Perhaps the most terrifying use (and least probable to be publicly known) would be use by a foreign intelligence service (FIS). FISs have all the same needs criminal organizations do, plus a few, including creating plausible covers and passing information. It might be hard to get someone from Moline, IL to vouch for a foreign national as a long-time friend who just wants to make a new start in the US, but it would be much easier to set up a LinkedIn profile, and have real people, with real accounts write testimonials unawares. In fact, we already have good evidence that LinkedIn is an active hive of foreign intelligence. A patriot would never write a recommendation landing someone a job to forward their intelligence mission, but not securing your information could have exactly that effect, anyway.
One must also remember, you may not be the actual target. A perennial feature of superhero tales is the “secret identity” almost universally adopted, not to protect the superheroes who are capable of defending themselves, but those near them who are not capable at all. You may not be Aunt Mae or Lois Lane, but you almost assuredly lie on a path to information someone values.2
Many techniques to gain access to information, especially social engineering, rely on the actual targets doing something dumb like opening a file they should not have opened. While some people are so unbelievably credulous—or mentally incapable—they will be taken in by the “recently inherited Prince, is coming who into millions of dollars” but most will not. However, almost everyone will open files from their aunt they always liked, but maybe don’t here from as much anymore, though. You probably would’t send a virus on purpose on behalf of the KGB to your cousin who now works for the NSA, but if the KGB can log on to your email, they can send it for you. If the KGB is really smart, they can even read your old emails to make sure the email “you” send looks authentic.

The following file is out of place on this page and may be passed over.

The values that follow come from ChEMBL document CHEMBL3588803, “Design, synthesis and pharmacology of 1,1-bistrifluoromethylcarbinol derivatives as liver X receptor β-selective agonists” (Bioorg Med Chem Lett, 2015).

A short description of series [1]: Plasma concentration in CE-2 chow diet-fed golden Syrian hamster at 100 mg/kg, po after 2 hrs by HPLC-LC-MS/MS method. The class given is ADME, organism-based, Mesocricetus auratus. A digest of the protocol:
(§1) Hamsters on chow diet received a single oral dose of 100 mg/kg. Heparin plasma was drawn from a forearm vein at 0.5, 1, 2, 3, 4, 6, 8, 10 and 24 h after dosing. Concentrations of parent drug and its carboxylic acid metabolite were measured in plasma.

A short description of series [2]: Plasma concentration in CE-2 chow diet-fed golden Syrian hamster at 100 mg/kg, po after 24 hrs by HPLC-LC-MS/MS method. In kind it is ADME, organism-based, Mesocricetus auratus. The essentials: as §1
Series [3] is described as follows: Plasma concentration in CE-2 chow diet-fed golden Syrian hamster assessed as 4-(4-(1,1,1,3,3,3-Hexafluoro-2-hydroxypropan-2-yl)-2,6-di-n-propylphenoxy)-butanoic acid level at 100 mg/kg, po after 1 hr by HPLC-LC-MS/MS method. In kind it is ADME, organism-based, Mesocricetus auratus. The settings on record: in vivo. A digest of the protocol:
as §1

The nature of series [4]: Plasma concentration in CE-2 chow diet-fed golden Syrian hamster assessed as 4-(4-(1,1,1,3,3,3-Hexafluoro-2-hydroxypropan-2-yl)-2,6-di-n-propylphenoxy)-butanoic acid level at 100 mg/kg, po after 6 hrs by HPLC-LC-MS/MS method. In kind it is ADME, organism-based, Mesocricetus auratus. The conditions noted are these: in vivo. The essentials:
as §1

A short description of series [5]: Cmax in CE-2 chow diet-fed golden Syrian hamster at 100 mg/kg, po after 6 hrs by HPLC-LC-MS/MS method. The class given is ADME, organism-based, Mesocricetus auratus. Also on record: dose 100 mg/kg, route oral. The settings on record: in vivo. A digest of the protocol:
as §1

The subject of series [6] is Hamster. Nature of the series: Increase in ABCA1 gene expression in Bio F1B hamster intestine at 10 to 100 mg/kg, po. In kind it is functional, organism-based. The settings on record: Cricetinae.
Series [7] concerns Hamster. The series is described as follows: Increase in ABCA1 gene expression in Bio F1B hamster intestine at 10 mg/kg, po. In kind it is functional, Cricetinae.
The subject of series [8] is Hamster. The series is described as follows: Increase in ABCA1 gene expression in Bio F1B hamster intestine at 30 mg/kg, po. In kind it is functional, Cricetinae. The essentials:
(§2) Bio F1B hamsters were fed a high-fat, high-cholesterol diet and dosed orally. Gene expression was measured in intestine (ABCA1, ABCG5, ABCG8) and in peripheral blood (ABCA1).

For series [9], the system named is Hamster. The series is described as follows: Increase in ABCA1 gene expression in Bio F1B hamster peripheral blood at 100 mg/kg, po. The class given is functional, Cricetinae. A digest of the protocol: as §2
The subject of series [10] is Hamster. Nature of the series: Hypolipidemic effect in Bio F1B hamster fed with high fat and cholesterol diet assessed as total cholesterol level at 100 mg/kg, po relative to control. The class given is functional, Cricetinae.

Online security is a “commons,” where many people’s personal benefit to maintaining adequate security may seem lower than the cost, but unlike an actual commons this problem is self-resolving…in the long run. In the short term, while the intellectual startup cost of security may be a little higher than doing the same thing you have always done, it is not especially costly, and is certainly not hard. Even if you personally don’t derive that much benefit from good online security hygiene, do it for you kid in college, or your friend who’s worked all their lives to build that business, or even do it for society in general. If none of those reasons is strong enough for you to get to better security, however, as others who benefit eventually you’ll be the easiest target around. Even if everything you have is only a little, there are always scumbags who are willing to take a little as long as it is easy, and it is still everything you have.
1 There is no evidence whatsoever that any such thing happened in 2016.
2 If you have ever played the parlor game “guess who got rich from our high school” or “I can’t believe he’s a congressman now” you are at risk.